The White Rock Lake Boathouse is Just the Latest Attack on Inner-City Dallas

The lesson of the Highland Park Party Barge is the lesson of Winfrey Point is the lesson of 30 years of history in East Dallas. At key rubber-meets-the-road moments, City Hall becomes the single worst enemy that inner city neighborhoods can confront.

Forgive the Parkies, for they know not how goofy they are. Of course they want a botanical garden modeled on Disney World, and of course they want a boathouse the size of that cruise ship the ship-abandoning Italian guy tipped over onto an island. For them, life is a reality TV show -- Donald Trump meets Jersey Shore. It's wrong to despise people for acting out their nature.

One of the staunch defenders of White Rock Lake told me last week he was really glad the Park Department tried to peddle green space near the lake for a parking structure and then played footsy with the Parkies on the Love Boat deal. He said it takes this kind of stuff to make new generations of inner city dwellers aware of the problem.

If you're new to it, the old soldiers who have fought the good fight all these years for neighborhood renaissance could tell you some Homeric tales. If it had been left up to City Hall, Central Expressway would be double-decked, The M Streets would be a slum, all of East Dallas would look like Harry Hines' hind end, North Oak Cliff would be the auto salvage capital of North Texas and Uptown would be What Town.

And maybe we even have to forgive City Hall for acting out its nature. Then again, maybe I'm suffering from advanced dementia for even suggesting such forgiveness. But, shit. It is what it is.

We have a professional city manager system that ultimately is always going to put its own preservation first. They're going to keep themselves afloat by always listening to that ancient hoary secret society, the Dallas Citizens Council, in rubber-on-the-road moments. And the Citizens Council, a private bastion of the Old Guard, is always going to look at inner city neighborhoods and tell City Hall to do the same thing: Sell it.

Sell the green space around the lake. Sell the damn lake, if somebody's willing to buy. Sell anything you can, because it's all crap anyway.

This recent crisis over White Rock Lake is a Paul Revere "British are coming" moment, not just for East Dallas but for all of inner city Dallas. What we're up against is the monetization movement. Good story on it in yesterday's New York Times business section.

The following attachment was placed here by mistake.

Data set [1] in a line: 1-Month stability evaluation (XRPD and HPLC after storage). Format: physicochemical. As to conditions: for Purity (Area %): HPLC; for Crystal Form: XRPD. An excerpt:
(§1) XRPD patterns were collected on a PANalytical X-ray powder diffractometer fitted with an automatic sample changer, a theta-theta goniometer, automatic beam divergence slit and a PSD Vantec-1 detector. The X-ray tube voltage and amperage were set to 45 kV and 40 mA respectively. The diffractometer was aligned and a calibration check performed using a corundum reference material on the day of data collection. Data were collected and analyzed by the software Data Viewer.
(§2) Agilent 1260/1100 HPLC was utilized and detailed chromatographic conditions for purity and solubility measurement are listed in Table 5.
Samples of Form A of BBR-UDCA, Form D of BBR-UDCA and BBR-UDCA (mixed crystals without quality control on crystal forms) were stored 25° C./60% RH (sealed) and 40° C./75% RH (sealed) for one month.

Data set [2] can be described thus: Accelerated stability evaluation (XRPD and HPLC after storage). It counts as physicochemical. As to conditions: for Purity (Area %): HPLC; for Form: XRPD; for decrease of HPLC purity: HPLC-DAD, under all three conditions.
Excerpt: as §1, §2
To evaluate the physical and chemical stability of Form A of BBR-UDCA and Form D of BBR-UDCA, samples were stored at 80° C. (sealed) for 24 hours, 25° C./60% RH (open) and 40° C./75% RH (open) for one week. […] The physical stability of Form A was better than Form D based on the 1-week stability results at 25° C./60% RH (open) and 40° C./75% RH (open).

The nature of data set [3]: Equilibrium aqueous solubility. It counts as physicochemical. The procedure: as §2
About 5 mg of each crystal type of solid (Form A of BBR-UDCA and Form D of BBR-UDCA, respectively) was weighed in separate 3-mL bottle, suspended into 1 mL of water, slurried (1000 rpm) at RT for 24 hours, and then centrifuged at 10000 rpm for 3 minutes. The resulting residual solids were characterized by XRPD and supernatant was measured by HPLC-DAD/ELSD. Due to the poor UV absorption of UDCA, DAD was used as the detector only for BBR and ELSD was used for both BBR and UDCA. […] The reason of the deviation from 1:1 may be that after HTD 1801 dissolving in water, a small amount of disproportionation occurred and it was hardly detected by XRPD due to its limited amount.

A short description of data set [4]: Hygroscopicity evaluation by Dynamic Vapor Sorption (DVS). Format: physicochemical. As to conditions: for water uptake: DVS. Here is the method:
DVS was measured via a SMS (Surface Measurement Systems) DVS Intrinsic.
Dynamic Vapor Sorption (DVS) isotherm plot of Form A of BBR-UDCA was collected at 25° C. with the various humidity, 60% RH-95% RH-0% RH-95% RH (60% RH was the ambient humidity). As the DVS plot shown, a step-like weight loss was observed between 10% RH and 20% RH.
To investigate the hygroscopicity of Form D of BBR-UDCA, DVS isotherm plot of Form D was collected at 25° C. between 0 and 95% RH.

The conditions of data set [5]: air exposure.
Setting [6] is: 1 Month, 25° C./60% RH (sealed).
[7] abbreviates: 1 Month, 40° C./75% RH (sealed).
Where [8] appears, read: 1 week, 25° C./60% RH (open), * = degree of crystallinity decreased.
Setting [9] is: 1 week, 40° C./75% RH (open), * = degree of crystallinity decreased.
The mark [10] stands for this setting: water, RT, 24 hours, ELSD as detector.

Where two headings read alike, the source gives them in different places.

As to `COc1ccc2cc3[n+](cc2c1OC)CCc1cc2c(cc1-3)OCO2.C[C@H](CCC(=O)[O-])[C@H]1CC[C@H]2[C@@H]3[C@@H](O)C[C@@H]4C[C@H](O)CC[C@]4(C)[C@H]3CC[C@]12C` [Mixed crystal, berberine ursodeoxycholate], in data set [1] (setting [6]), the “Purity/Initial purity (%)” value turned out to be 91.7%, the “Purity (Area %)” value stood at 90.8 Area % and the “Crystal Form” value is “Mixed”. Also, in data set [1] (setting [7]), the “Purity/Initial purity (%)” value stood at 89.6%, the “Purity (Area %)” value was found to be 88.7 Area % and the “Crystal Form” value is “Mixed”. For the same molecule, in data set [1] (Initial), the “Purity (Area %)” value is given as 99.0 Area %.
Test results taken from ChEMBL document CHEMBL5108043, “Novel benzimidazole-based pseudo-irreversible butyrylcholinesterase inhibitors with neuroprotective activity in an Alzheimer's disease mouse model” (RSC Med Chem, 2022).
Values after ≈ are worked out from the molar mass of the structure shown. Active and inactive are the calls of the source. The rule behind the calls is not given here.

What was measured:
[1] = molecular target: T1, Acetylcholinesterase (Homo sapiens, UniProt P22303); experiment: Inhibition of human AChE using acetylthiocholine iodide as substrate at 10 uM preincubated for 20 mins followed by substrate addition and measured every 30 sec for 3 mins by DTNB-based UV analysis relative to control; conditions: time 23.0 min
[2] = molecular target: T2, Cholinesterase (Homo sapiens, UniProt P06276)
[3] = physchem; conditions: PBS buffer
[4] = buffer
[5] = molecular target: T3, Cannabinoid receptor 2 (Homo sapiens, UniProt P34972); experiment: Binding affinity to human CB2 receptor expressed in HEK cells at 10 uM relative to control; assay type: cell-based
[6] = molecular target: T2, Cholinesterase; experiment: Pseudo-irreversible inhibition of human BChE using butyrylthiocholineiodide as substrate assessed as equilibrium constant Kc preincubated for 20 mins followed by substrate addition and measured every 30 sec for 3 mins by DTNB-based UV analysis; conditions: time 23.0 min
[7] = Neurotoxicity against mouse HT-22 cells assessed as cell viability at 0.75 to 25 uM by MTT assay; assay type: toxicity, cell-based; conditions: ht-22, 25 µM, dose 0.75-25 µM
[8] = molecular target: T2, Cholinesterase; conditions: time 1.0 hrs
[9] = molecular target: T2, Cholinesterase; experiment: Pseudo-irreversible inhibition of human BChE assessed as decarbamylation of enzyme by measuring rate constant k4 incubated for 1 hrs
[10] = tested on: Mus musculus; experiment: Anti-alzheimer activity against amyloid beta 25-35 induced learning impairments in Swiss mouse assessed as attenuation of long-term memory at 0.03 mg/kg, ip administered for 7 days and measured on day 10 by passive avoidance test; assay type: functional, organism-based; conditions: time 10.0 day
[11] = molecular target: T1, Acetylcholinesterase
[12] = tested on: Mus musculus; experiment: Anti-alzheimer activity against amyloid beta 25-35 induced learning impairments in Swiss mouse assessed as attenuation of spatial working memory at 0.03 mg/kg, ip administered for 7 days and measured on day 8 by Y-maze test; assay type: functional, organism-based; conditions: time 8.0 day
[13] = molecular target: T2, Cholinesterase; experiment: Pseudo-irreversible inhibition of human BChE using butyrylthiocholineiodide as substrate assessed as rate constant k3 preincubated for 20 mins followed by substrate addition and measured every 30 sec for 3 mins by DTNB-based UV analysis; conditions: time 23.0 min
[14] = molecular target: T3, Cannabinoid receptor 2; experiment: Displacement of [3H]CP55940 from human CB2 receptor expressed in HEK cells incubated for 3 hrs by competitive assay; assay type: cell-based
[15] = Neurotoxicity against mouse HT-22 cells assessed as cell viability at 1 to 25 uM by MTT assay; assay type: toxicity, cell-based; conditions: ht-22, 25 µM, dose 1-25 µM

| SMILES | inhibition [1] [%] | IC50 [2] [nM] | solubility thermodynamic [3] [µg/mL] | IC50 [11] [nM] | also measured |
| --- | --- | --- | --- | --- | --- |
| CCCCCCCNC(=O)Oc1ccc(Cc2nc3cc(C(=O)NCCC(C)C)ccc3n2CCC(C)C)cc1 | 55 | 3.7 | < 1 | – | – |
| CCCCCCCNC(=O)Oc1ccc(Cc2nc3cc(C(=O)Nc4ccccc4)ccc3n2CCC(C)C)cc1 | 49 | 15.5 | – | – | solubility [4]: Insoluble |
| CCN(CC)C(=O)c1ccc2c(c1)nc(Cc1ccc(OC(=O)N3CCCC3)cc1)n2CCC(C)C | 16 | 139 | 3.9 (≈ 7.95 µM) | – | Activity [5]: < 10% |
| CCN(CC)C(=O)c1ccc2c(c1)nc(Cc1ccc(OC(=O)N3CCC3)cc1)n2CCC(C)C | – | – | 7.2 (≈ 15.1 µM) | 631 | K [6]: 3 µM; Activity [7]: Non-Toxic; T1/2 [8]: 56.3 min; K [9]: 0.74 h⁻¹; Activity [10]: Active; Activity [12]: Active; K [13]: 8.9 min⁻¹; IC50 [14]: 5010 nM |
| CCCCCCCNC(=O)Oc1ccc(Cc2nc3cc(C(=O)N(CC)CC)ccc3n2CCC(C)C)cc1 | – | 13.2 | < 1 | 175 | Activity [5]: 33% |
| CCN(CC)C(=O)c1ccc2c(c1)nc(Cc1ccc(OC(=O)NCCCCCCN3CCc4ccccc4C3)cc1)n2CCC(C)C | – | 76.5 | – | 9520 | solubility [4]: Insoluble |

There's nothing wrong with turning some functions over to private companies that can provide better service more cheaply, but eventually the ideological monetizers would privatize every single public possession until public space no longer exists and every city is a bubble realm of exclusion and separation.

In the immediate case, there has got to be a way to protect White Rock before Paul Dyer and the Dallas Park Department sell the whole thing to Harold Simmons. Somewhere in all of that alphabet soup gobbledygook of entities, zones and districts -- Planned Development, Public Improvement, Tax Increment Finance, Enterprise - there has got be a glass slipper to fit White Rock's delicate foot.

White Rock Lake needs its own coherent legitimate stable governance to protect it from City Hall. I'm not smart enough to say what kind exactly, but the lake has a whole lot of friends who do know this stuff like the backs of their hands, and they need to step up. Otherwise ... well, some of those old battle-scarred, crutch-wielding, East Dallas activists can tell you what happens when neighborhoods fail to defend themselves. It's death by a thousand pecks, with City Hall the main pecker.

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Jim Schutze has been the city columnist for the Dallas Observer since 1998. He has been a recipient of the Association of Alternative Newsweeklies’ national award for best commentary and Lincoln University’s national Unity Award for writing on civil rights and racial issues. In 2011 he was admitted to the Texas Institute of Letters.
Contact: Jim Schutze